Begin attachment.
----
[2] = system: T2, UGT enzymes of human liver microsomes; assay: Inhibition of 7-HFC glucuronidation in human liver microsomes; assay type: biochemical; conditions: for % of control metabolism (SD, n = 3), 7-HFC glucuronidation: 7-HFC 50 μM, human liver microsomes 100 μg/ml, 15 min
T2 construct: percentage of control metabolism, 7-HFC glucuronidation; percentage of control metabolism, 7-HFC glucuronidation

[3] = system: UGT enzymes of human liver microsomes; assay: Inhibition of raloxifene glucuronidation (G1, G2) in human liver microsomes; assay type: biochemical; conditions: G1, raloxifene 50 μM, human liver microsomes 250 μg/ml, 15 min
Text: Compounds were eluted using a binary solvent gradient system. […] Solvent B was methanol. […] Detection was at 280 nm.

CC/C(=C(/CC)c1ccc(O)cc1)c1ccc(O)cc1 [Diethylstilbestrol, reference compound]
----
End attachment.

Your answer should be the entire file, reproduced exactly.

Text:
[2] = system: T2, UGT enzymes of human liver microsomes; assay: Inhibition of 7-HFC glucuronidation in human liver microsomes; assay type: biochemical; conditions: for % of control metabolism (SD, n = 3), 7-HFC glucuronidation: 7-HFC 50 μM, human liver microsomes 100 μg/ml, 15 min
T2 construct: percentage of control metabolism, 7-HFC glucuronidation; percentage of control metabolism, 7-HFC glucuronidation

[3] = system: UGT enzymes of human liver microsomes; assay: Inhibition of raloxifene glucuronidation (G1, G2) in human liver microsomes; assay type: biochemical; conditions: G1, raloxifene 50 μM, human liver microsomes 250 μg/ml, 15 min
Text: Compounds were eluted using a binary solvent gradient system. […] Solvent B was methanol. […] Detection was at 280 nm.

CC/C(=C(/CC)c1ccc(O)cc1)c1ccc(O)cc1 [Diethylstilbestrol, reference compound]